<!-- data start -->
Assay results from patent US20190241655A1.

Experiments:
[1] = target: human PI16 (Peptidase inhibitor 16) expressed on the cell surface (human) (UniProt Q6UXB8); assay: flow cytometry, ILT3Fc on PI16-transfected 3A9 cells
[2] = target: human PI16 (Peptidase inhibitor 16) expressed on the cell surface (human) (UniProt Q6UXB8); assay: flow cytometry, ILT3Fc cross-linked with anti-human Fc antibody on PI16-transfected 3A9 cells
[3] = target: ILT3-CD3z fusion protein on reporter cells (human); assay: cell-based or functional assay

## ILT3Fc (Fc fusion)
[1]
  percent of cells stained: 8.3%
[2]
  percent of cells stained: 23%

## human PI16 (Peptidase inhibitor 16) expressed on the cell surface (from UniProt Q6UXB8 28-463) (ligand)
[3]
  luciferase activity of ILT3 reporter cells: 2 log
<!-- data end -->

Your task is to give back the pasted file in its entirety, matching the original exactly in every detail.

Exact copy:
Assay results from patent US20190241655A1.

Experiments:
[1] = target: human PI16 (Peptidase inhibitor 16) expressed on the cell surface (human) (UniProt Q6UXB8); assay: flow cytometry, ILT3Fc on PI16-transfected 3A9 cells
[2] = target: human PI16 (Peptidase inhibitor 16) expressed on the cell surface (human) (UniProt Q6UXB8); assay: flow cytometry, ILT3Fc cross-linked with anti-human Fc antibody on PI16-transfected 3A9 cells
[3] = target: ILT3-CD3z fusion protein on reporter cells (human); assay: cell-based or functional assay

## ILT3Fc (Fc fusion)
[1]
  percent of cells stained: 8.3%
[2]
  percent of cells stained: 23%

## human PI16 (Peptidase inhibitor 16) expressed on the cell surface (from UniProt Q6UXB8 28-463) (ligand)
[3]
  luciferase activity of ILT3 reporter cells: 2 log